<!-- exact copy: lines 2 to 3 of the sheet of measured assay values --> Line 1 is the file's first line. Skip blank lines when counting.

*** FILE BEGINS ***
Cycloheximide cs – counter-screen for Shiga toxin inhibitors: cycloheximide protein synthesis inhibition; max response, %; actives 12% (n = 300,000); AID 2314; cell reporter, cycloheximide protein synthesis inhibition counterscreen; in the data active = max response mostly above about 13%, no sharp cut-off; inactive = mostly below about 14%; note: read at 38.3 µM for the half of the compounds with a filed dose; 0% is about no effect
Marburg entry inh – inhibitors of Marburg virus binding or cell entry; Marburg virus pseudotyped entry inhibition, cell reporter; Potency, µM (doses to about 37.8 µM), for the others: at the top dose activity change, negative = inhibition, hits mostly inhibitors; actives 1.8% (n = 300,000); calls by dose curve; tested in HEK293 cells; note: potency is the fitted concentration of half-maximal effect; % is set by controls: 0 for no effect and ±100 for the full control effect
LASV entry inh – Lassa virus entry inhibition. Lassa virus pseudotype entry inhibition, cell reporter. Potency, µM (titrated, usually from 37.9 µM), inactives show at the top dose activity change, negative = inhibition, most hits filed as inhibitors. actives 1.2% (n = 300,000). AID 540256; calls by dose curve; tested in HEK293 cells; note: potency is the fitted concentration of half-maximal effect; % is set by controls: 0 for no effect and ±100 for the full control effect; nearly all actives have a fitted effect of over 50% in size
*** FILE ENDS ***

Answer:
Marburg entry inh – inhibitors of Marburg virus binding or cell entry; Marburg virus pseudotyped entry inhibition, cell reporter; Potency, µM (doses to about 37.8 µM), for the others: at the top dose activity change, negative = inhibition, hits mostly inhibitors; actives 1.8% (n = 300,000); calls by dose curve; tested in HEK293 cells; note: potency is the fitted concentration of half-maximal effect; % is set by controls: 0 for no effect and ±100 for the full control effect
LASV entry inh – Lassa virus entry inhibition. Lassa virus pseudotype entry inhibition, cell reporter. Potency, µM (titrated, usually from 37.9 µM), inactives show at the top dose activity change, negative = inhibition, most hits filed as inhibitors. actives 1.2% (n = 300,000). AID 540256; calls by dose curve; tested in HEK293 cells; note: potency is the fitted concentration of half-maximal effect; % is set by controls: 0 for no effect and ±100 for the full control effect; nearly all actives have a fitted effect of over 50% in size